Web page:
• First black Miss Universe

    Miss Universe is an annual international beauty contest run by the Miss Universe Organization.The pageant is the most publicized beauty contest in the world with 600 million viewers.The contest was founded in 1952 by California clothing company Pacific Mills. The pageant became part of Kayser-Roth and then Gulf and Western Industries, before being acquired by Donald Trump in 1996. In 1998, Miss Universe changed its name from Miss Universe, Inc.
  • Neutron bomb funding began

    The Neutron bomb was an atomic weapon designed to spread radiation to kill people and leave buildings intact.A wave of Soviet tanks and armored personnel carriers rolls across the northern German plain. Unable to stem the tide, NATO generals request permission to use tactical nuclear weapons. According to an alliance agreement, the President of the U.S. must give his assent before battlefield nukes can be fired. He does. Scores of heavy artillery pieces are aimed at the invaders.
  • Elvis Found Dead

    Elvis Presley died on 16 August 1977 at his home Graceland in Memphis. His body was found by girlfriend, Ginger Alden in the upstairs bathroom. Ginger summoned Joe Esposito & Al Strada and Dr Nick. All efforts to revive Elvis were futile. Elvis had probably been dead for many hours by the time his body was found. Elvis had not gone to bed at his customary time, between six and seven am.
  • Red Dye #2 is banned

    Even today, artificial dyes are subject to some of the most bizarre fears and nastiest urban legends. Blame Red Dye No. 2. In the 1970s, Soviet scientists claimed a link between the dye — used in everything from sausage casings and ice cream to makeup — and cancer, and U.S. tests proved some correlation as well. Though it was never linked to any deaths or illnesses, the substance was banned from U.S. shelves in 1976.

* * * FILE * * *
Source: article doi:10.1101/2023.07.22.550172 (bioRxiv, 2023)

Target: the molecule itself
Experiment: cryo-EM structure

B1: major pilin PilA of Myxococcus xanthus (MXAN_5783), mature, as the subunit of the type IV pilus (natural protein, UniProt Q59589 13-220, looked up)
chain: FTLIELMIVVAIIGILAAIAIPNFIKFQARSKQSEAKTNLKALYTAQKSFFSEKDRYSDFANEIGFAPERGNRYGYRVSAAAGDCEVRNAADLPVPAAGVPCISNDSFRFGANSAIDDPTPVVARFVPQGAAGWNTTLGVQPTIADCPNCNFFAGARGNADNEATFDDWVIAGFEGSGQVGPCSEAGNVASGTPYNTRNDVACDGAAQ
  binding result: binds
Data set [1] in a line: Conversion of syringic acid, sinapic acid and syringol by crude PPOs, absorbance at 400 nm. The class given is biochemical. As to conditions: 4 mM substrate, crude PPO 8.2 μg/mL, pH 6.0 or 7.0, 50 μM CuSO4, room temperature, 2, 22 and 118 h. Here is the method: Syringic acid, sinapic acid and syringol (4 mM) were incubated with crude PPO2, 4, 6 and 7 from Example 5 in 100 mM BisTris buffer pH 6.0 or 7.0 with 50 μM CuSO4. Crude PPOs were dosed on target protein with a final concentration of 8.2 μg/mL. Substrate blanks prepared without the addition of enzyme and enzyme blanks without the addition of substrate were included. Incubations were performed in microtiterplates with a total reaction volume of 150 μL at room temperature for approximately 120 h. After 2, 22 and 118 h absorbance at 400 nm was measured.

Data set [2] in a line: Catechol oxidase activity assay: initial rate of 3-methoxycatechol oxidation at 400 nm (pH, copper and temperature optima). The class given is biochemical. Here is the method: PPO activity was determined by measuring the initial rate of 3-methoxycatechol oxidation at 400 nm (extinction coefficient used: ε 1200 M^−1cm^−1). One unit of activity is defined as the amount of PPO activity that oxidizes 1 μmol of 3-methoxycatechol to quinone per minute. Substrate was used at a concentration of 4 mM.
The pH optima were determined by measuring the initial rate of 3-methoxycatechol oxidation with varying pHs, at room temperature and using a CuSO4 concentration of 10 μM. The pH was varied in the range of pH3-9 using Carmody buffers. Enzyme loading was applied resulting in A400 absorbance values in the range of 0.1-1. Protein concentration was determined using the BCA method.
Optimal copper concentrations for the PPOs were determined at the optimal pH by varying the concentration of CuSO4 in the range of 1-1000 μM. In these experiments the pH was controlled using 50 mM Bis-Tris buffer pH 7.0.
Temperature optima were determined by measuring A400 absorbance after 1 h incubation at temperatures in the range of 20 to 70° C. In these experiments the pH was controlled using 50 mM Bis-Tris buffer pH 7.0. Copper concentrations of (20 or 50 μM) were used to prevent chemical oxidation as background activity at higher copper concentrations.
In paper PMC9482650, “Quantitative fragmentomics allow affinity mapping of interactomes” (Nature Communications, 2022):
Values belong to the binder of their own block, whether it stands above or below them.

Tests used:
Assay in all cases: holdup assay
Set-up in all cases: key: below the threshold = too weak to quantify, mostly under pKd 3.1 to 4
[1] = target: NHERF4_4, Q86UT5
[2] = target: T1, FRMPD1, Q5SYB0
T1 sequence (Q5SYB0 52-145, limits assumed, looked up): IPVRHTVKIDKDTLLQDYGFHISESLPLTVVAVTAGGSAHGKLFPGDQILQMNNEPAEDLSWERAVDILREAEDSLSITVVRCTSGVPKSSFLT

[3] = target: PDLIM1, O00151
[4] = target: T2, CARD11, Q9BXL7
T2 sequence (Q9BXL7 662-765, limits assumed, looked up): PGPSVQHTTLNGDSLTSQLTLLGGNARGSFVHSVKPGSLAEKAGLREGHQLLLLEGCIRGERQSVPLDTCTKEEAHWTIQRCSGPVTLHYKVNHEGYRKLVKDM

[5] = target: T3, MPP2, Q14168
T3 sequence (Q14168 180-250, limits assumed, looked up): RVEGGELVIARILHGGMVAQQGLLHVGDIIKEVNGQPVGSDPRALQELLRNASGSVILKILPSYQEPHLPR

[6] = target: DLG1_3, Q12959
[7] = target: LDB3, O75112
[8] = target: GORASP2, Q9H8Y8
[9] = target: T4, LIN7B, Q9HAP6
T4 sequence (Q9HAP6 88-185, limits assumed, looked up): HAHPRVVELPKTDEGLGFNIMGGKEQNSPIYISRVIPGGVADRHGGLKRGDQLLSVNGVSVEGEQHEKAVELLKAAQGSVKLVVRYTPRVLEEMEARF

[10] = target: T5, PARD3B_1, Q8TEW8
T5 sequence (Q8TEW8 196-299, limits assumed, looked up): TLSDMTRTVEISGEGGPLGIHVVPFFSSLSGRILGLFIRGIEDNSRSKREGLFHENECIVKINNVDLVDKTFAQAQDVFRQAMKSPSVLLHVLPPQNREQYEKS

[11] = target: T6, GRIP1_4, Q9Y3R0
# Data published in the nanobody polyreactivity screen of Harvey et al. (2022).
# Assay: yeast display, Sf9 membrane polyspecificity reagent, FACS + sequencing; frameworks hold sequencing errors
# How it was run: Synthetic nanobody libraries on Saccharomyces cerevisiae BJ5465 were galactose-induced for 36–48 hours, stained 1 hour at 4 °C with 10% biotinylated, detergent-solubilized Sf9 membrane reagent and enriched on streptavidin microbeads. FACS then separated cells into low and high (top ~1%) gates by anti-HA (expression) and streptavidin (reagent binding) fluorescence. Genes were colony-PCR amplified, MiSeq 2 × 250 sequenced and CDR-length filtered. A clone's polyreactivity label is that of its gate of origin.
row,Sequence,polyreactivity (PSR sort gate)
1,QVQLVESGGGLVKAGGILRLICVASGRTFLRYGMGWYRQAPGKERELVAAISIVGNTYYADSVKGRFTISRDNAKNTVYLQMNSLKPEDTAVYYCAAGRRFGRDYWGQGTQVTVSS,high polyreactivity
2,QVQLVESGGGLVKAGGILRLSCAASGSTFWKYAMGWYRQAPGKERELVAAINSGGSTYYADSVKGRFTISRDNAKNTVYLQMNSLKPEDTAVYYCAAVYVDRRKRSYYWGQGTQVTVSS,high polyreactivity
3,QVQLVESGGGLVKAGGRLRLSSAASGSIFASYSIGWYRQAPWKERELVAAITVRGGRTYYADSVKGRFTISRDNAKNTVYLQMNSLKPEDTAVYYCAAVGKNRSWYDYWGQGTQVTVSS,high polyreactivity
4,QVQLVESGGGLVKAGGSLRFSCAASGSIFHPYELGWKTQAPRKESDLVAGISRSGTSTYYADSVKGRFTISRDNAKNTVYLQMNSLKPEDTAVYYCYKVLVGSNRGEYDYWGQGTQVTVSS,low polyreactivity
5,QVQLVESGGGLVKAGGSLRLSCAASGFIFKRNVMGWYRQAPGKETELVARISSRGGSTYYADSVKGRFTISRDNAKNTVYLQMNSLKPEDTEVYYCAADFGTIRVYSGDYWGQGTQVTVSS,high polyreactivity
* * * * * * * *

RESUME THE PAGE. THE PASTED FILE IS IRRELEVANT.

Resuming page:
• Atlantic City Permits Gambling

    In an effort at revitalizing the city, New Jersey voters in 1976 approved casino gambling for Atlantic City; this came after a 1974 referendum on legalized gambling failed to pass. Immediately after the legislation passed, the owners of the Chalfonte-Haddon Hall Hotel began converting it into the Resorts International. It was the first legal casino in the eastern United States when it opened on May 26, 1978. Other casinos were soon constructed along the Boardwalk.
  • Camp David accords to middle east peace

    President Clinton announced his invitation to Barak and Arafat on July 5, 2000, to come to Camp David to continue their negotiations on the Middle East peace process. There was a hopeful precedent in the 1978 Camp David Accords where President Jimmy Carter was able to broker a peace agreement between Egypt, represented by President Anwar Sadat, and Israel represented by Prime Minister Menachem Begin. The Oslo Accords of 1993 between the later assassinated Israeli Prime Minister Yitzhak Rabin.
  • Love Canal

    The lack of public interest in Love Canal made matters worse for the homeowners' association, which now battled two organizations who were spending vast amounts of money to disprove negligence. Initially, members of the association had been frustrated by the lack of a public entity that could advise and defend them. Gibbs met with considerable public resistance from a number of residents within the community: the mostly middle-class families did not have the resources to protect themselves.
  • Pope

    In August 1978, following the death of Pope Paul VI, Cardinal Wojtyła voted in the Papal conclave that elected Pope John Paul I, who at 65 was considered young by papal standards. John Paul I died after only 33 days as Pope, thereby precipitating another conclave.
  • Jonestown

    Jonestown was the informal name for the Peoples Temple Agricultural Project, an intentional community in northwestern Guyana formed by the Peoples Temple, a cult led by Jim Jones. It became internationally notorious when, on November 18, 1978, 918 people died in the settlement as well as in a nearby airstrip and in Georgetown, Guyana's capital. The name of the settlement became synonymous with the incidents at those locations.
  • Jerry Falwell begins Moral Majority